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CoAP <-> HTTP proxy


coap-proxy is a proof of concept experiment for converting normal Matrix HTTPS+JSON traffic into an ultra-low-bandwidth CoAP+CBOR+Flate+Noise+UDP network transport. The resulting transport typically uses 35x-70x less bandwidth than HTTPS+JSON, and attempts to fit typical Matrix transactions into a single roundtrip on a 100bps network link.

coap-proxy depends heavily on our experimental fork of go-ocf/go-coap, which implements Noise-based encryption, compression hooks and retry semantics.

More details on the transport can be found in our "Breaking the 100 bits per second barrier with Matrix" FOSDEM 2019 talk:

The typical way to run coap-proxy is via docker using the meshsim network simulator, which fires up docker containers in a simulated bad network environment containing both synapse and coap-proxy configured such that coap-proxy intercepts both client-server and server-server traffic.


As a proof-of-concept, coap-proxy currently has some major limitations:

Development of coap-proxy is dependent on commercial interest - please contact support at if you're interested in a production grade coap-proxy!


This uses the new go mod. Build with go build.


Once built, the proxy's binary is located in bin/coap-proxy. You can give it the following flags:

If no flag is provided, the proxy <!-- will use CBOR for every CoAP request, and -->will listen for both HTTP and CoAP requests on port:

How it works

The proxy works as follows:

---------------            ----------------            ----------------            ---------------
| HTTP client | <--------> | HTTP to CoAP | <--------> | CoAP to HTTP | <--------> | HTTP server |
|             |    HTTP    |     proxy    |   CoAP +   |     proxy    |    HTTP    |             |
---------------            ----------------    CBOR    ----------------            ---------------


Run the proxy for meshsim

./bin/coap-proxy --coap-target localhost:20001 # Ports are 20000 + hsid


Whenever it's possible, the proxy will try to reuse existing connections (connect()ed UDP sockets) to specific destinations when sending CoAP requests.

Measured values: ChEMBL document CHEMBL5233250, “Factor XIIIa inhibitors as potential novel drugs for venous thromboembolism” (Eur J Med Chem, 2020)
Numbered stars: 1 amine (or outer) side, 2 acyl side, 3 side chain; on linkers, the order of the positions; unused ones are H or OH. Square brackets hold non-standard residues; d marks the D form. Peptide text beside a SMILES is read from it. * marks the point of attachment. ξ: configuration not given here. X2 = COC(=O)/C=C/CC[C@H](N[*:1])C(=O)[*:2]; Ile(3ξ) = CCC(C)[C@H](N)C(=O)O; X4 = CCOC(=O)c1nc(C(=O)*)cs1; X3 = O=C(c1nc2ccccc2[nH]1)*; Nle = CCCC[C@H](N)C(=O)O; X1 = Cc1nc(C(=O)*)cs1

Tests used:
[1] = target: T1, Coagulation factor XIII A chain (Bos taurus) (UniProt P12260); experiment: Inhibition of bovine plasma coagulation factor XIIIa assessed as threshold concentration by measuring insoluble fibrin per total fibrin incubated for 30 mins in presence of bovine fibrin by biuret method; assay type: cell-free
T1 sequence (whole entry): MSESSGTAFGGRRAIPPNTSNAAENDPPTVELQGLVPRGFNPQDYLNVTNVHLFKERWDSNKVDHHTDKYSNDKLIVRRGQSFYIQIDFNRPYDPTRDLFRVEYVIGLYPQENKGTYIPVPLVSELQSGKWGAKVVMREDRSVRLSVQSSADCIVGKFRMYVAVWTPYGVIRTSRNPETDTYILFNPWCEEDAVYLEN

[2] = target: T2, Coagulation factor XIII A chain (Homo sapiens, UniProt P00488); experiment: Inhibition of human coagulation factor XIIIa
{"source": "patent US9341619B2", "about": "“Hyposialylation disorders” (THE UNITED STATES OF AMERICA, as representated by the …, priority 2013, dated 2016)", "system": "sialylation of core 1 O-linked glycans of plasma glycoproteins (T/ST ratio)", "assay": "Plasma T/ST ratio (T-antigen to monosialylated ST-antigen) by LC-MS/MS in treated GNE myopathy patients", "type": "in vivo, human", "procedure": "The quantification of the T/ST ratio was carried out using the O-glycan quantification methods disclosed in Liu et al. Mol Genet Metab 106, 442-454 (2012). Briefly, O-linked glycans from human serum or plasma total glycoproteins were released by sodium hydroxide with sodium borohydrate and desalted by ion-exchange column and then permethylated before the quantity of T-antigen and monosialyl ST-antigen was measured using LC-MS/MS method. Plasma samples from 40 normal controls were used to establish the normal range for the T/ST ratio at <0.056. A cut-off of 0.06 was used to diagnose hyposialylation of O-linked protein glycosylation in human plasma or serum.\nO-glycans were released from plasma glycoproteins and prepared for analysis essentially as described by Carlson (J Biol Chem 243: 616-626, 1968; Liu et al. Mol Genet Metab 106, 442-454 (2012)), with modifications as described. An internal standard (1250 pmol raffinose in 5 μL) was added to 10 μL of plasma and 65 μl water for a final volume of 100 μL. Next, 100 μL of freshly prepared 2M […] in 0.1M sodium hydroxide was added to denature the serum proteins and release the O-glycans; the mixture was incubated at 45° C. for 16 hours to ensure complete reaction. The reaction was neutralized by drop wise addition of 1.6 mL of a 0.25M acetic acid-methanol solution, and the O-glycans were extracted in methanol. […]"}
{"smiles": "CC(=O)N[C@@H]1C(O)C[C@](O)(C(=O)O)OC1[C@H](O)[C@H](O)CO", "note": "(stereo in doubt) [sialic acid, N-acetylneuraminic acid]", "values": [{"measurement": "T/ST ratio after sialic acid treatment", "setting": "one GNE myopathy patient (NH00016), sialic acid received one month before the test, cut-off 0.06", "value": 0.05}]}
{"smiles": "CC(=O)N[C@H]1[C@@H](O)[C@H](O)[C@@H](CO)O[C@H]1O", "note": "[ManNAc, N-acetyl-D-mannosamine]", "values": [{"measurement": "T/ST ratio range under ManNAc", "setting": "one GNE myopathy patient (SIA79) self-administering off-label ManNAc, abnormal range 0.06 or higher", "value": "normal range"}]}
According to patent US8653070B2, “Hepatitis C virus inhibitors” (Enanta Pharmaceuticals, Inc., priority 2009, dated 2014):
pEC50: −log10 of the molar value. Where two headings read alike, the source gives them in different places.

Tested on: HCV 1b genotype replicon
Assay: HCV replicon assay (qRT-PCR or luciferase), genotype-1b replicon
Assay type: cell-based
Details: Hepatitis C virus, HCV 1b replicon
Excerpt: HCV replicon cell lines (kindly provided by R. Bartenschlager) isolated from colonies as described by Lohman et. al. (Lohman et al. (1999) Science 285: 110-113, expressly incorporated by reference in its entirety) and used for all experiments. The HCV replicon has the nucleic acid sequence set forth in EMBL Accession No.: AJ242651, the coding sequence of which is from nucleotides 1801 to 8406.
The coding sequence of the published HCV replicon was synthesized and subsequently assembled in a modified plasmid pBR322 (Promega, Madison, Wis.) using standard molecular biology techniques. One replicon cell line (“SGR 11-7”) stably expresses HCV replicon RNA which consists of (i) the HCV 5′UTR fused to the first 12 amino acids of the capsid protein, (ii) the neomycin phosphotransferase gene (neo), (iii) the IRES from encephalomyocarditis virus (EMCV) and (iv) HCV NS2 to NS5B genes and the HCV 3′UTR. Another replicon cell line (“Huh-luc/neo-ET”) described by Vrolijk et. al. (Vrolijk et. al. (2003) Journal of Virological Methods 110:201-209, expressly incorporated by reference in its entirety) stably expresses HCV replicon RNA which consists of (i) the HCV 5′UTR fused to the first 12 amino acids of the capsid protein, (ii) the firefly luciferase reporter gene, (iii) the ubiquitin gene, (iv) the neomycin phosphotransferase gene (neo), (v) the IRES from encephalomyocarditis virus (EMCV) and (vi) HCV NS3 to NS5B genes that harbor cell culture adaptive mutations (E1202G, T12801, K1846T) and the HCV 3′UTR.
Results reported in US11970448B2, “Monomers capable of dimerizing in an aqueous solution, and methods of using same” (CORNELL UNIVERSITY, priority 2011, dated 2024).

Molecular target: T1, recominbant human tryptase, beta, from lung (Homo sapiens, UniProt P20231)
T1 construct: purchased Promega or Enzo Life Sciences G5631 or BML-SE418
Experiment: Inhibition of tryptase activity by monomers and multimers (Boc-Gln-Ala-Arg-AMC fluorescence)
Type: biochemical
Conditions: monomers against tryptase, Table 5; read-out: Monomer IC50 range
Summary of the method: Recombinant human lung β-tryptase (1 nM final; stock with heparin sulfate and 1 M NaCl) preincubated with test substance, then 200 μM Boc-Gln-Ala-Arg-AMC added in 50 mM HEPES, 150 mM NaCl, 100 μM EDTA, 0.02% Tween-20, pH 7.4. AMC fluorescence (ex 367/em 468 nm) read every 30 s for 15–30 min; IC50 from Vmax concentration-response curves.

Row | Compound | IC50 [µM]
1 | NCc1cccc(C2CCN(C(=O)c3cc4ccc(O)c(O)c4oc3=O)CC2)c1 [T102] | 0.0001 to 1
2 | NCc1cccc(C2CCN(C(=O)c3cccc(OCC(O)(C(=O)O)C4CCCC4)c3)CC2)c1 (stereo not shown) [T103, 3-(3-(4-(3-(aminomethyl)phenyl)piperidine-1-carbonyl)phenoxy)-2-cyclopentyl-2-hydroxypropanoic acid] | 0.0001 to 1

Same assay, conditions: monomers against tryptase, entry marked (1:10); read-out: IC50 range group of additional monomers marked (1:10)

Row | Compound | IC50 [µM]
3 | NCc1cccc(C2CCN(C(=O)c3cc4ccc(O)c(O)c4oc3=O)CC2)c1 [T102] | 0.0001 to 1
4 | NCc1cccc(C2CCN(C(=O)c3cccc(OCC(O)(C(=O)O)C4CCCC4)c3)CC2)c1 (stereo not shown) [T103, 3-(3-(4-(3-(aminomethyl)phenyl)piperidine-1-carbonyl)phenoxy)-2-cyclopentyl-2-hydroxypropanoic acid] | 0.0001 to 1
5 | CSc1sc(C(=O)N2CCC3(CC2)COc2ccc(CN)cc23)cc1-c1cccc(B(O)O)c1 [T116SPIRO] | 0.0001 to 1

The only reasons that can lead it to (re)create a connection to a given destination are:

The reason why we currently re-handshake after the 180s sync timeout is:

  1. the server (and client) track sessions in networksession, which keys them based on a given {srcport, dstport} tuple.
  2. the client, having connect()ed its socket, will not change src port.
  3. the server always has the same dest port (5683).
  4. the traffic may be NATed however, which means that after a ~180s gap in traffic, the srcport that the server sees may change, making the server see it as a new session (unless we do something to tie sessions to CoAP IDs rather than srcport/dstport tuples)
  5. therefore the behaviour here probably is right (for now) and we should handshake after 180s of any pause of traffic.


Copyright 2019 New Vector Ltd

This file is part of coap-proxy.

coap-proxy is free software: you can redistribute it and/or modify it under the terms of the GNU General Public License as published by the Free Software Foundation, either version 3 of the License, or (at your option) any later version.

coap-proxy is distributed in the hope that it will be useful, but WITHOUT ANY WARRANTY; without even the implied warranty of MERCHANTABILITY or FITNESS FOR A PARTICULAR PURPOSE. See the GNU General Public License for more details.

You should have received a copy of the GNU General Public License along with coap-proxy. If not, see